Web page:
TiMi wants to have a deeper relationship with players around the world. China is a fast-changing market so we’ve had years of experience learning how to move quickly to satisfy the constantly changing tastes here at home. Arena of Valor has brought our advantages in competitive mobile game development to previously 82 countries and regions and now we’re adding 67 more. We expect to continue to help grow the global mobile game industry - especially when it comes to full-fledged core games.

Since the coronavirus pandemic begum, have you adapted the game to suit the circumstances? If so, how?

Ray Ning: Arena of Valor is going to keep focusing on giving players a really high quality MOBA experience - regardless of what’s happening around the world. As part of Tencent, we're proud of our company's overall efforts to save lives and help people around the world.

Vincent Gao: TiMi Studios and its publishing partners are promoting the World Health Organization Play Apart Together campaign. Aimed to encourage players to practice social distancing through gameplay, the initiative incorporates WHO messaging about coronavirus through games and communities.

Arena of Valor promoted the messages in its growing community of 200 million registered players worldwide. Activision sent a system-wide message about it in Call of Duty: Mobile, which is developed by Tencent. Call of Duty: Mobile has more than 150 million registered players (via Activision) so there's a very large audience of players in TiMi games who are seeing this campaign.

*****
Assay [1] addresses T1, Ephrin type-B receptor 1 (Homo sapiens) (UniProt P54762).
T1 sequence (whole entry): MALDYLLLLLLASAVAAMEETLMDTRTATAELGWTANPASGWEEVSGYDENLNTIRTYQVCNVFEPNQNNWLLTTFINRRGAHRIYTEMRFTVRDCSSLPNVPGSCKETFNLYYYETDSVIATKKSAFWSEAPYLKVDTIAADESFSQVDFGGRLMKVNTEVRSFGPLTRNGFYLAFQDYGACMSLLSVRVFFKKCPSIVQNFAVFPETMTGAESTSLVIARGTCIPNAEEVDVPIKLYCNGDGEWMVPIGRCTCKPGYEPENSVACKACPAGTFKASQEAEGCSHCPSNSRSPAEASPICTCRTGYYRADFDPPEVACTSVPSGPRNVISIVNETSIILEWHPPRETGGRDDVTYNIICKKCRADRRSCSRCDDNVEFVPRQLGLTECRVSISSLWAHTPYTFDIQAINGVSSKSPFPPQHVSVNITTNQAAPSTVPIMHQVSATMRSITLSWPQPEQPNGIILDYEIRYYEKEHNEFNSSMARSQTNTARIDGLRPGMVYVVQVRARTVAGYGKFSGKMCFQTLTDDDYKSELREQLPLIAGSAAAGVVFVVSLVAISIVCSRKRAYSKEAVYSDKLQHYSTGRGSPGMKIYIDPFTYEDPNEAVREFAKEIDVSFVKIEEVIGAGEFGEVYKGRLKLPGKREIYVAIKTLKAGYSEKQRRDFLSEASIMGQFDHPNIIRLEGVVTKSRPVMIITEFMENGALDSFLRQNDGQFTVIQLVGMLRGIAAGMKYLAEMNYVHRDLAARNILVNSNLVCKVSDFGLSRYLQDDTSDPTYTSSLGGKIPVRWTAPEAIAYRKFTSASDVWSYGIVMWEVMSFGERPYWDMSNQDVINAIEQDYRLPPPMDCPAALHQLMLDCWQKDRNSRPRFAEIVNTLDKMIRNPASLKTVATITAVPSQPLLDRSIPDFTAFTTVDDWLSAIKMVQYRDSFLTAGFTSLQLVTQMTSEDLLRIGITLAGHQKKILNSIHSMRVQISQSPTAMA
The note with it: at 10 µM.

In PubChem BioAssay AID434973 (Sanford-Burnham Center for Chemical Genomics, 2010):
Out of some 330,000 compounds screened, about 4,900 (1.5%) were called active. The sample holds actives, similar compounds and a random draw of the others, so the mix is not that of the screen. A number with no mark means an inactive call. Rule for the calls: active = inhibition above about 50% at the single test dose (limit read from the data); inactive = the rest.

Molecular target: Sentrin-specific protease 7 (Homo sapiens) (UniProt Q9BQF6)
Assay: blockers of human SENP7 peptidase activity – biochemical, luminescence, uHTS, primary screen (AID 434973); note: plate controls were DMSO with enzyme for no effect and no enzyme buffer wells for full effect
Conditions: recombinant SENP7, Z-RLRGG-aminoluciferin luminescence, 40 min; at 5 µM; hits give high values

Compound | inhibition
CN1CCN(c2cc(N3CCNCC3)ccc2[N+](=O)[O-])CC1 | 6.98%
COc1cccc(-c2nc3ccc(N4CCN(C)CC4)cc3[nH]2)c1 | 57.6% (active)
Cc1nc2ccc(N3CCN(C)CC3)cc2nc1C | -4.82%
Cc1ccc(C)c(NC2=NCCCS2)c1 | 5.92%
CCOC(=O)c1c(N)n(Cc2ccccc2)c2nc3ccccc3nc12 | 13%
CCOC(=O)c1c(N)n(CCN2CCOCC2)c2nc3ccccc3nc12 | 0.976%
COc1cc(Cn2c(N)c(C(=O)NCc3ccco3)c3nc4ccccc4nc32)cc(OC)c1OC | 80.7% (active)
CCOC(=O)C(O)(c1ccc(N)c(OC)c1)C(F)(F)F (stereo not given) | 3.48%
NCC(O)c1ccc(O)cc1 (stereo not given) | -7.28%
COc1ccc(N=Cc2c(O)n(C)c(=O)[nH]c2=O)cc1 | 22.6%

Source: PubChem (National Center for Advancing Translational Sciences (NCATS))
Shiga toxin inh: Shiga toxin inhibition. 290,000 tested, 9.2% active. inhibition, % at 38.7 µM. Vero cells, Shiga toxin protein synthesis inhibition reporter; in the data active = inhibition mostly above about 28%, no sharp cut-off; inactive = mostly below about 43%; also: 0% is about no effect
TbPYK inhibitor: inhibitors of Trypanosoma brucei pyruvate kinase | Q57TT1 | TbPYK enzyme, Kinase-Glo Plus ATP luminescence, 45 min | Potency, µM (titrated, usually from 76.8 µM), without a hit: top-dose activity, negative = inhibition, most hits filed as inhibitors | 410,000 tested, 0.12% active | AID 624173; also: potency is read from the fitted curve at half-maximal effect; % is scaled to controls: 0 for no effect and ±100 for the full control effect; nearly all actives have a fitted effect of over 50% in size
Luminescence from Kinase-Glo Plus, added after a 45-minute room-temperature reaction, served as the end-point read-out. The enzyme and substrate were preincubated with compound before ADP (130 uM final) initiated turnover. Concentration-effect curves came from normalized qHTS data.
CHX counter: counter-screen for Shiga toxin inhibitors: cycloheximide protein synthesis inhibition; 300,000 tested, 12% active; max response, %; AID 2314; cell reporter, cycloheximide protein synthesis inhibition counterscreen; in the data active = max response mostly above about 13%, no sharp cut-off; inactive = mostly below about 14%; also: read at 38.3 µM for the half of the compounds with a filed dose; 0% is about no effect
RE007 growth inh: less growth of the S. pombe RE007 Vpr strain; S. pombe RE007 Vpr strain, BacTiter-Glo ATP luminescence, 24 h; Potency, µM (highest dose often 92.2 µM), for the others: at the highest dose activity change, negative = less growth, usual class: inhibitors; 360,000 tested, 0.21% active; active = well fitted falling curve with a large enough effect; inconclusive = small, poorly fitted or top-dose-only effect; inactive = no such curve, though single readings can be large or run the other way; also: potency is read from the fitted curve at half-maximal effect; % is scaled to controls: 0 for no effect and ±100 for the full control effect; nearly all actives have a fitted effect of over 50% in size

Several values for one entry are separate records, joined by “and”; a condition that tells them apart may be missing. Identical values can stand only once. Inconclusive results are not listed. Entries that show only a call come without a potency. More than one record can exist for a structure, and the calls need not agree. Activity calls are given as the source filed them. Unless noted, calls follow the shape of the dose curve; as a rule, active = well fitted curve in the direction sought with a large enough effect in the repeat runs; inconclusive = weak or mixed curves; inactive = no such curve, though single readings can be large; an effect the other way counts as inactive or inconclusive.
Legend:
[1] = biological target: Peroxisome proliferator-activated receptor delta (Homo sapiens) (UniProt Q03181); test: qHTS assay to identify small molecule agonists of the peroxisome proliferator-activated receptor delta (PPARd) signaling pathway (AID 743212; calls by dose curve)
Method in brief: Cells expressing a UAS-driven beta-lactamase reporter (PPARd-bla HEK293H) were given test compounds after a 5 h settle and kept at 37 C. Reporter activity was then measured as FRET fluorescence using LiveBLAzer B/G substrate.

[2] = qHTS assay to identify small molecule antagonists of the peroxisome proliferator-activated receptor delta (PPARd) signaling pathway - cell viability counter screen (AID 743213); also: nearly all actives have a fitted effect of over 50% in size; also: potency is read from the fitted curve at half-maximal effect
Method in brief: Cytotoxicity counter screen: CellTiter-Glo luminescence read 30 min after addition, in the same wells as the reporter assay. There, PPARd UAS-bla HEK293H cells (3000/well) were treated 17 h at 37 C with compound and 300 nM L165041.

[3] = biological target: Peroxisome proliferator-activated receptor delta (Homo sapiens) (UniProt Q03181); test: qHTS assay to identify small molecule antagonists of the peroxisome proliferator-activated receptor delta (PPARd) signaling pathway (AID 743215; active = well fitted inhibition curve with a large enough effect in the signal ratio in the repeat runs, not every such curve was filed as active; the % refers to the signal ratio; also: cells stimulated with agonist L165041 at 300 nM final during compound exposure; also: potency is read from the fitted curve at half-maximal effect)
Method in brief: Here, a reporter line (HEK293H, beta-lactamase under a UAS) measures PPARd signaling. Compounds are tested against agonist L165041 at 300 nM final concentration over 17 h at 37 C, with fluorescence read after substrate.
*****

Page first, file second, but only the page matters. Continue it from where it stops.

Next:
What countries are next planned for Arena of Valor to be rolled out to? When should we expect this?

Ray Ning: We're focused on welcoming new players into Arena of Valor and listening to their feedback. And with the game available now in more than 140 regions and countries, we feel like it's just about playable anywhere. We'll have plenty of work to do improving the game and making sure we're giving players the best mobile MOBA game on the market.

When we launch in new territories, we do not pursue success only in data but care more if the localised game can really bring to local players a good gaming experience.
Ray Ning

What numbers or results do you need to see from a country to consider it a success?

Ray Ning: Success is really defined by our vision: globalisation of mobile MOBA games and mobile esports. The real success is to bring to more players around the world better competitive mobile gaming experience. Arena of Valor's registered players number accounts for a significant percentage of local population in regions like Thailand and Vietnam. This is a number most games cannot achieve and see as success.

But for us, what's important is to keep current players constantly engaged through improved gaming experience and encourage the rest to try mobile MOBA games. With this mindset in mind, when we launch in new territories, we do not pursue success only in data but care more if the localised game can really bring to local players a good gaming experience.